In it, but not of it. TPM DC
It's fair to say Olbermann's announcement surprised nearly everyone, fan and foe of Countdown alike. It's hard to find anyone that saw Olbermann's departure coming.
According to the New York Times' Bill Carter, MSNBC has already shuffled its schedule to fill the slot left by its star host:
MSNBC announced that "The Last Word with Lawrence O'Donnell" would replace "Countdown" at 8 p.m., with "The Ed Show" with Ed Schultz taking Mr. O'Donnell's slot at 10 p.m.
Carter writes "Olbermann did not discuss any future plans, but NBC executives said one term of his settlement will keep him from moving to another network for an extended period of time."
Details on Olbermann's departure from MSNBC via the Daily Beast's Howard Kurtz:
A knowledgeable official said the move had nothing to do with Comcast taking control of NBC next week, although the cable giant was informed when it received final federal approval for the purchase that Olbermann would be leaving the cable channel. This official described the dramatic divorce as mutual.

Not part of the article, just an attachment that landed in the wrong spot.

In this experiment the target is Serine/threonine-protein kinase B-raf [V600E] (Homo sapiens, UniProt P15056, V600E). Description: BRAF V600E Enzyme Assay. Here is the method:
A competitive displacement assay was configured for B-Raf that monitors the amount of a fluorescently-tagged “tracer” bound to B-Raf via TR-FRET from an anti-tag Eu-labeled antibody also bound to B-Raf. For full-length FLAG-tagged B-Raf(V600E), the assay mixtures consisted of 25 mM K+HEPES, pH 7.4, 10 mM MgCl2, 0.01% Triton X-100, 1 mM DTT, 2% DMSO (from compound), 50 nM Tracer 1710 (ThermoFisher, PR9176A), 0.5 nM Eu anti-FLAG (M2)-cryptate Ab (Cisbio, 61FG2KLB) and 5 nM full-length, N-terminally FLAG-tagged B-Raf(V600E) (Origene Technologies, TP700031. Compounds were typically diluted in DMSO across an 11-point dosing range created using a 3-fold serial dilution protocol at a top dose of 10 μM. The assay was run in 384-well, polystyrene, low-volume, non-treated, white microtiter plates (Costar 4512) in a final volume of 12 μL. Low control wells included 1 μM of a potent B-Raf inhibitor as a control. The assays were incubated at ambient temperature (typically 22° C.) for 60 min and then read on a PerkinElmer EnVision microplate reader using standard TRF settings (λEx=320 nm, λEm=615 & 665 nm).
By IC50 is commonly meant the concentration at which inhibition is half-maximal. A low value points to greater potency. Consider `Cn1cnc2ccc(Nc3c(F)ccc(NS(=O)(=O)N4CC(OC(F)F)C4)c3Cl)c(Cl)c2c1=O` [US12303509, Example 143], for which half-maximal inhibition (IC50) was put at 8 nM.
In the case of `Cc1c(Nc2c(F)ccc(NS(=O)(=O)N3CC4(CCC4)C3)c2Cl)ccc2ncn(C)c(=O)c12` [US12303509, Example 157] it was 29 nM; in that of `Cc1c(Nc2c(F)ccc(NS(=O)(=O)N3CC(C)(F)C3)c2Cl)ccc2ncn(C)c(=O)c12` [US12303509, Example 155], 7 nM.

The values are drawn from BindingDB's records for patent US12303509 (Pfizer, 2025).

Olbermann's sign-off from the show he turned into the television hub of progressive politics and protest in the last eight years:
Update: On Saturday, speculation about Olbermann's departure from MSNBC and the anchor's next career moves mounted on media sites. The Wrap reported Olbermann was the one who made the decision to leave the network that (on and off) had been his home for more than a decade. The Wrap sites a source who says Olbermann's next move might turn him from TV star to internet darling along the lines of Arianna Huffington:
With two years left on his $7 million a year contract, Olbermann was seeking a full exit package but he really has his eye on creating his own media empire in the style of Huffington Post, according to the individual. That way, Olbermann would control his own brand and, in his view, potentially earn far more as an owner.
The Times' Carter delves into the machinations behind Olbermann's exit and reports MSNBC and the anchor were in talks to end Olbermann's run on the network "for the last several weeks."
"The deal was completed on Friday," Carter reports, "and Mr. Olbermann made the announcement on his final "Countdown" hours later."
Details of the deal are scarce, though Carter reports the "agreement" between Olbermann and MSNBC "includes restrictions on when he can next lead a television show and when he can give interviews about the decision to end his association with the news channel."